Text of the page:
Policy Actors’ Perceptions of Conflicts of Interest and Alcohol Industry Engagement in UK Policy Processes

Document Type : Original Article


1 Institute of Alcohol Studies, London, UK

2 MRC Epidemiology Unit, University of Cambridge, Cambridge, UK


Alcohol industry organisations occupy a prominent position in UK alcohol policy, but their involvement has been contested by public health bodies on the basis that a conflict of interest (COI) exists between their economic objectives and those of public health. There are ongoing debates in the research literature about how to conceptualise COI and mitigate this in health research and practise. However, less attention has been paid to these issues in relation to the alcohol industry specifically. This article explores similarities and differences in beliefs among alcohol policy actors regarding COI and the implications of engagement with the alcohol industry in the context of UK public health policy.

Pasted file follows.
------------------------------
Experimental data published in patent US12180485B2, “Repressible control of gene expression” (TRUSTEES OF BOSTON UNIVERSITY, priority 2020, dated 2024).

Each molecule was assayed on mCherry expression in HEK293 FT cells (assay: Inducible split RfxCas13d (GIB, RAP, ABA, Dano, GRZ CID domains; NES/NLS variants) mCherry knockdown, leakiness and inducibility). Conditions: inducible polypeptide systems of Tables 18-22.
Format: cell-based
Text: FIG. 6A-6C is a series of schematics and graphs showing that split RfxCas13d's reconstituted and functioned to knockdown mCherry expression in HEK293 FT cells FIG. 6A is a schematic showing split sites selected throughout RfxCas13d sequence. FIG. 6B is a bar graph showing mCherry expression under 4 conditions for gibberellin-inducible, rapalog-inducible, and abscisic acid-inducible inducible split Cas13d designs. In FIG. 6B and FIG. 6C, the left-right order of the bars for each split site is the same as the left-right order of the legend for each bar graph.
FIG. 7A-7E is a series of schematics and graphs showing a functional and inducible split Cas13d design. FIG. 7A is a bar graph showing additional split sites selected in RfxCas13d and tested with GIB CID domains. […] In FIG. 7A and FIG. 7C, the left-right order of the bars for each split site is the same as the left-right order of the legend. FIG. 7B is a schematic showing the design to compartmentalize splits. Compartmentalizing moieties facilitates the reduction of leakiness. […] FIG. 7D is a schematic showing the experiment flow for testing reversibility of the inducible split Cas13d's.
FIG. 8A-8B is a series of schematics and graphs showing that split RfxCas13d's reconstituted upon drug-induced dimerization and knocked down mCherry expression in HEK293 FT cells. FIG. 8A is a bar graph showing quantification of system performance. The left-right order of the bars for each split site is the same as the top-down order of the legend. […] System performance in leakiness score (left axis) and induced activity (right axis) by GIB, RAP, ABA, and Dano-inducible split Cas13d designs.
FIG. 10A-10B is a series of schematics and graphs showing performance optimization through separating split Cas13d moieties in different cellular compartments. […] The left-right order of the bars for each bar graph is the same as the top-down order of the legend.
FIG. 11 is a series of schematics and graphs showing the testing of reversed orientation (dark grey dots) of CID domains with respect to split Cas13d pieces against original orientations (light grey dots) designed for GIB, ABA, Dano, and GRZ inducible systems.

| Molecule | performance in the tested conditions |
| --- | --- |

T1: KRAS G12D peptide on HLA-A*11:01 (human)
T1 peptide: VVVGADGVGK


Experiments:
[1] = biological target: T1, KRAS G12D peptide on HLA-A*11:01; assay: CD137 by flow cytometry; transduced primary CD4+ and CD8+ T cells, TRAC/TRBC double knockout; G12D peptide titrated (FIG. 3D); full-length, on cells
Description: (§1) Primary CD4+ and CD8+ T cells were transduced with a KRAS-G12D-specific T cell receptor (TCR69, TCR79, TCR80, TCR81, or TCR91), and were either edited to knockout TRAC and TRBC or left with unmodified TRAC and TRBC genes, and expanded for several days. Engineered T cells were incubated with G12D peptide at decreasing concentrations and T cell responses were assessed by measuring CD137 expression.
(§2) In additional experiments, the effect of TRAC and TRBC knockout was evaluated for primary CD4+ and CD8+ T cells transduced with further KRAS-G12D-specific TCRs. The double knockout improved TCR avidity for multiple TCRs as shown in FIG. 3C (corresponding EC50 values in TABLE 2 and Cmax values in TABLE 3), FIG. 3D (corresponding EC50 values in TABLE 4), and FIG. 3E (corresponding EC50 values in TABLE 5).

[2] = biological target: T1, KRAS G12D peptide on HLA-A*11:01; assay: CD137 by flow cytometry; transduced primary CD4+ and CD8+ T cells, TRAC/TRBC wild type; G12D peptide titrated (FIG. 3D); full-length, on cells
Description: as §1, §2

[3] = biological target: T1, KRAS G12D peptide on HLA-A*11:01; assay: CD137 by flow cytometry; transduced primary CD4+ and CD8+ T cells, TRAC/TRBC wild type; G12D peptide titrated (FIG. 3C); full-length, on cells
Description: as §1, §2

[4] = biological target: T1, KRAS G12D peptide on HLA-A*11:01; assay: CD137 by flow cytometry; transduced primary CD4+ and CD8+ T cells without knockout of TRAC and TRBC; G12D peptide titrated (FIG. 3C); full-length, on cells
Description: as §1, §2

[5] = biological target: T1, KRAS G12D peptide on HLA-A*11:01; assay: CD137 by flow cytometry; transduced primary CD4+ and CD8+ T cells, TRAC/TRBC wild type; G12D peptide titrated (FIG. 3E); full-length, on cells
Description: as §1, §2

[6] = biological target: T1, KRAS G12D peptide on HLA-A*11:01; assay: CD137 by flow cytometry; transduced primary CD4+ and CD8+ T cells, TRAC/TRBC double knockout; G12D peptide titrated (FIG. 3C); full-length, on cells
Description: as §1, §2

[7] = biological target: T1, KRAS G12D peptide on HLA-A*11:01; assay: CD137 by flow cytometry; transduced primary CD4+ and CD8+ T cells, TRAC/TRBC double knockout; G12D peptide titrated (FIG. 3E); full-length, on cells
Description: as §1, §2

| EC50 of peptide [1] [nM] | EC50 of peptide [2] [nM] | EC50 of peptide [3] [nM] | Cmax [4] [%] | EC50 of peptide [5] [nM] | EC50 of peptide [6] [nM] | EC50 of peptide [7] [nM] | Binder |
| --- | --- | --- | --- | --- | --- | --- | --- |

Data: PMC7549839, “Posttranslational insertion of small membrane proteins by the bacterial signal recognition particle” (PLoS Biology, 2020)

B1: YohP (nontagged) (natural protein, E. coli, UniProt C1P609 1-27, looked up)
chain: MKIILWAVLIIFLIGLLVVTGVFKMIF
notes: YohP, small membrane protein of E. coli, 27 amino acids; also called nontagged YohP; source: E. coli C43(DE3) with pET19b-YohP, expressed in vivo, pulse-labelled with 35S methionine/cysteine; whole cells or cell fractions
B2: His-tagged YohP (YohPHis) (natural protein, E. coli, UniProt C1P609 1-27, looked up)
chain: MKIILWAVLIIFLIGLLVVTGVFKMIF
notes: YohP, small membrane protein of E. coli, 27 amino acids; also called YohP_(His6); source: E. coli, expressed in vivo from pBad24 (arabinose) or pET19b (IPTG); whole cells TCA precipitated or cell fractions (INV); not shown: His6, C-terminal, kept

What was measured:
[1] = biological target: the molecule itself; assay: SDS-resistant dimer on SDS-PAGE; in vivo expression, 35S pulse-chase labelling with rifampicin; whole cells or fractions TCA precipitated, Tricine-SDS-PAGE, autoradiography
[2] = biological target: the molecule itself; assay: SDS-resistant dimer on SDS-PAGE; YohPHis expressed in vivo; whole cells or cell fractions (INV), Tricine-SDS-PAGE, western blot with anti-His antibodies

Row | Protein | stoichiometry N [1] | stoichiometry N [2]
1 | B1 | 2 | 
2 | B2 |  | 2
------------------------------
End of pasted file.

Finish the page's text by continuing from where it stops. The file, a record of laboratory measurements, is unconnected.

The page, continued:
Semi-structured interviews with a range of policy actors (n = 26) including medical professionals, parliamentarians, civil servants, academic researchers, health campaigners, and alcohol industry representatives. Interviews with alcohol industry representatives were supplemented with an analysis of industry responses to a public consultation. All data was thematically coded using NVivo software.
Two competing “coalitions” were identified, expressing beliefs about COI linked to alcohol industry engagement. Both divergent and convergent beliefs were expressed by the two coalitions in relation to the type of industry actor, form of engagement, the policy issue under discussion and the stage of policy process.
Alcohol policy is a complex and contested space in which policy actors have differing, nuanced and contingent understandings of COI and identify varying risks associated with alcohol industry engagement. In identifying the areas of convergence and diversion in both understanding and evaluation of COI in alcohol-specific settings, these findings will assist both decision-makers and non-governmental actors in developing policies and guidelines to manage potential COI in future.


  • Receive Date: 04 April 2023
  • Revise Date: 27 October 2023
  • Accept Date: 14 January 2024
  • First Publish Date: 15 January 2024